Alex Prager creates 15 hyperreal, cringeworthy human sculptures to memorialise the office Christmas party

The uncannily recognisable characters appear in the Miller Lite Christmas ad and in an installation at Los Angeles County Museum of Art (LACMA), to mark this year’s festive do’s that never were.

Date
23 November 2020
Reading Time
3 minutes

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American artist Alex Prager has paid tribute to the tropes of the office Christmas parties of yesteryear with an uncanny and comedic installation of hyperreal human sculptures. Farewell, Work Holiday Parties features 15 life-sized sculptures, each an iconic staple of the Christmas do – from the ubiquitous guy photocopying his bum to the awkward group photo – made in collaboration with Hollywood effects company Vincent Van Dyke to make them ultra realistic. They feature in the Miller Lite Christmas advert by agency DDB North America and an installation currently open at Los Angeles County Museum of Art (LACMA), with the message that, maybe, some traditions are better left behind this year.

Prager is known for her dramatic, staged photographs using models shot in rich, saturated colour. This time, the artist still worked with models but instead scanned and 3D printed their body parts, directing them one at a time over Zoom. She then worked with Vincent Van Dyke Effects, as well as costume designer Jennifer Johnson and production designer K.K. Barrett, to create the so-called “life sculptures,” using some of the printed body parts, with added clay features plus hair, makeup, glass eyes and real human hair, to add to the creepily real final aesthetic. The results brilliantly satirise recognisable and cringeworthy cliches, from the woman cry-texting, mascara running down her cheeks, and the awful DJ from HR to the half-hearted festive apparel and generally lacklustre air. Look closer and every minute detail is accounted for, including break-up texts on the crying girl’s phone and lipstick smeared on the CEO’s teeth.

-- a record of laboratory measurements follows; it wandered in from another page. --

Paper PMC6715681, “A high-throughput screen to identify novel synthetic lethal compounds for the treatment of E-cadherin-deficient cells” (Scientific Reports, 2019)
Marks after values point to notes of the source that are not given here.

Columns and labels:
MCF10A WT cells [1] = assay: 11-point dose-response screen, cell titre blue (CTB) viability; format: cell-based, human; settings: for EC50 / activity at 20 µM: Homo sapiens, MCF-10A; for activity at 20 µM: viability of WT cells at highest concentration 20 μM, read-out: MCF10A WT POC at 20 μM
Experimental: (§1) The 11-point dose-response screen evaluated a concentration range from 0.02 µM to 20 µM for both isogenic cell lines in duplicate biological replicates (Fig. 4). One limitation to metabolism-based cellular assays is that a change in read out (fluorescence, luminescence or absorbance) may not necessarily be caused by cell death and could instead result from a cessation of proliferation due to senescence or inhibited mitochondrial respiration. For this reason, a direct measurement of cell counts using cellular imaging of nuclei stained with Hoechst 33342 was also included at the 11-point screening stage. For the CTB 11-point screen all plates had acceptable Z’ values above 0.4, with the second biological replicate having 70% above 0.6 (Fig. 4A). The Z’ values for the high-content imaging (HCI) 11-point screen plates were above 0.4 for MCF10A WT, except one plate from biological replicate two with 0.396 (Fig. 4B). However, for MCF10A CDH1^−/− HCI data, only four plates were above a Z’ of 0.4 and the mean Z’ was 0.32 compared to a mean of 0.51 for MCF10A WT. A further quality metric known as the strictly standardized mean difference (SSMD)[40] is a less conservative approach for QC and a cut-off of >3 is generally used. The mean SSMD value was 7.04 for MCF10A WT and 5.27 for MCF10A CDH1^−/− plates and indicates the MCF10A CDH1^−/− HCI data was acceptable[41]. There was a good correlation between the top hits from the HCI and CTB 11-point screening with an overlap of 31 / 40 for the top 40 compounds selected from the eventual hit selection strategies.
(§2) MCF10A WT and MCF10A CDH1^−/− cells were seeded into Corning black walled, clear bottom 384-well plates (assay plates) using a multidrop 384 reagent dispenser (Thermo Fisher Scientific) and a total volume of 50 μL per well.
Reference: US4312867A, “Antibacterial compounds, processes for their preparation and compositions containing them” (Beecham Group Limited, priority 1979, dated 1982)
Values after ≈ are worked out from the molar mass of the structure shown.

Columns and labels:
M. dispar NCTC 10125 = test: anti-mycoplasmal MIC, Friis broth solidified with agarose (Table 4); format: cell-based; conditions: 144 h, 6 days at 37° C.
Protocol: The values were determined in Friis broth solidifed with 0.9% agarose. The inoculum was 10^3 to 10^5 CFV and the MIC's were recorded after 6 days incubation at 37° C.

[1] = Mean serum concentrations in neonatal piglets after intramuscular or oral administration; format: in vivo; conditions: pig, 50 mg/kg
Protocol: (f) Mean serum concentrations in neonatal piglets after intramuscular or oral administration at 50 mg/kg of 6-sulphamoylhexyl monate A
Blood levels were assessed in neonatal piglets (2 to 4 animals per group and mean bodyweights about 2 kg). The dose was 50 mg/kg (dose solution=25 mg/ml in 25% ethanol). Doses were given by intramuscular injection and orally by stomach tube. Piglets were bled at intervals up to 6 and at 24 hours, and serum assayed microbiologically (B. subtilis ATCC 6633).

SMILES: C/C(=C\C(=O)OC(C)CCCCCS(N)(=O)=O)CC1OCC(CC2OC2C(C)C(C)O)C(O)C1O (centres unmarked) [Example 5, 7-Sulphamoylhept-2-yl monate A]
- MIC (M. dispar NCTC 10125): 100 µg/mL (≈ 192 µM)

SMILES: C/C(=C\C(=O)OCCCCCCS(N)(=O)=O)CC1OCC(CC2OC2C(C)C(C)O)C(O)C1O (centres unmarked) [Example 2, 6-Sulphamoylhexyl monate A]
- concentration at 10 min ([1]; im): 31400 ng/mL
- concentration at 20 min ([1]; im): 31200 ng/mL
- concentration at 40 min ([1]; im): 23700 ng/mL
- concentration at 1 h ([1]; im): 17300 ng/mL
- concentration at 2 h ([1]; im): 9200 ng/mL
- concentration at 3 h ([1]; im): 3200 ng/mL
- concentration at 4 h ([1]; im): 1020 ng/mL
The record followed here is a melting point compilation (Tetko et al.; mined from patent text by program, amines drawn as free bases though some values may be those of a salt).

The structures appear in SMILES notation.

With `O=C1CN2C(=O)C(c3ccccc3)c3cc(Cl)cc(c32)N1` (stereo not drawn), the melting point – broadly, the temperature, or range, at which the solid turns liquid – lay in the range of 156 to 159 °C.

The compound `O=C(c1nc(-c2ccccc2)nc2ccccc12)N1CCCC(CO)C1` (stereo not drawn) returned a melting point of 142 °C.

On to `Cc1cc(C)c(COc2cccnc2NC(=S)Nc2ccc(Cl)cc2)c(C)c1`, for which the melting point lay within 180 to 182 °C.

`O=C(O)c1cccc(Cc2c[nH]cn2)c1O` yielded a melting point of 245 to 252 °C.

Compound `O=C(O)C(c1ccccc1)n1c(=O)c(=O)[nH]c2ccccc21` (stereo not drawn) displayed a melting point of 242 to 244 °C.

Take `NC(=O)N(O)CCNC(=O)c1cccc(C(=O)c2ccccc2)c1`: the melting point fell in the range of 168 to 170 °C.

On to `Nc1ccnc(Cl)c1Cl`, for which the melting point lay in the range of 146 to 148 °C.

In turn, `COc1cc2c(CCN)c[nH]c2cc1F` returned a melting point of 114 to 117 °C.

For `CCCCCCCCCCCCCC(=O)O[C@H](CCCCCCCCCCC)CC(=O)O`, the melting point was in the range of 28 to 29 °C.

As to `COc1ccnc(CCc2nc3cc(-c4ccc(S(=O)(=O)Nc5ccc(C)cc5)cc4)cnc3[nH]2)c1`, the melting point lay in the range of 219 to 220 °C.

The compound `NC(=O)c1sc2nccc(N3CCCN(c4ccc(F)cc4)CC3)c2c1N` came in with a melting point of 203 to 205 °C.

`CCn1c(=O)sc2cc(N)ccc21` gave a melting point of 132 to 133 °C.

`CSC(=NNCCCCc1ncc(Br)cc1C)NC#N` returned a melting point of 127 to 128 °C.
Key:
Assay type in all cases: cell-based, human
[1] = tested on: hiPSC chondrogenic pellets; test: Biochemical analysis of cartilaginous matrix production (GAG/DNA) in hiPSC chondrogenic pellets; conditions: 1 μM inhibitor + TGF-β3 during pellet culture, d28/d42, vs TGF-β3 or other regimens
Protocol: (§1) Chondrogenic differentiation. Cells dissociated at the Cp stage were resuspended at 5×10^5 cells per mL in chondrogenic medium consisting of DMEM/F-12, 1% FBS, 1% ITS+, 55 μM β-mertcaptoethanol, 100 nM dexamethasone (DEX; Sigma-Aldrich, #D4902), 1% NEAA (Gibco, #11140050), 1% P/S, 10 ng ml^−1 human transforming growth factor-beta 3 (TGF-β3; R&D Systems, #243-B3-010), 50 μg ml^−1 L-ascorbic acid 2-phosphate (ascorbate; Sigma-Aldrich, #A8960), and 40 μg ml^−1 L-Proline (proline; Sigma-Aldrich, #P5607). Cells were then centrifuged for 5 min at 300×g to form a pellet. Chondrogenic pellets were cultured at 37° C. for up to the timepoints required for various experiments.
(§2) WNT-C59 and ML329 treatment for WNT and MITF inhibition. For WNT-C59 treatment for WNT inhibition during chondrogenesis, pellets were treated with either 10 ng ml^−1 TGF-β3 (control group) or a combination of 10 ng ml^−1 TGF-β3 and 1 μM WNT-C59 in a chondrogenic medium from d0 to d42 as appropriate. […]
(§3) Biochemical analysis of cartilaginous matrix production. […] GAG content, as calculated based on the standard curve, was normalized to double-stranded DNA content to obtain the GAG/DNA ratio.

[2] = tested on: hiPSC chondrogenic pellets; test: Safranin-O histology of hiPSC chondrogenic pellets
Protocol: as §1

“It's one of those dream collaborations that comes along once every five years or so,” Prager says in a statement. “It touches on many things I've been exploring in my artistic practice – the line between reality and artifice and how we find ways to connect as humans through both raw emotion and performance, or projected realities. This year has been a disaster in terms of connecting with people we share common realities with, so I was very excited to work on a project that is ultimately about love and the human condition seen through an elegant and humorous lens.”

Prager also told the LA Times: “There’s a lot of raw emotion that I put into this. I really wanted people to be able to find what they love about humans in these cringy moments. We’ve all shared these moments to one degree or another, moments of connection. And universal connection is found in the details.”

In the Miller lite advert, the models seem caught in a freeze-frame of the party in full swing. At LACMA, they are situated in the Smidt Welcome Plaza where visitors can walk around them. Farewell, Work Holiday Parties was co-curated by LACMA’s Rita Gonzalez and Liz Andrews.

GalleryAlex Prager: Farewell, Work Holiday Parties in DDB North America campaign for Miller Lite (© Alex Prager and Miller Lite, 2020)

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Alex Prager: Farewell, Work Holiday Parties (© Alex Prager, 2020) Photo courtesy Alex Prager Studio and Lehmann Maupin, New York, Hong Kong, Seoul, and London.

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Alex Prager: Farewell, Work Holiday Parties in DDB North America campaign for Miller Lite (© Alex Prager and Miller Lite, 2020)

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About the Author

Jenny Brewer

Jenny joined the editorial team as It’s Nice That’s first news editor in April 2016. Having studied 3D Design, she has spent over a decade working in design journalism. Contact her with news stories relating to the creative industries on jb@itsnicethat.com.

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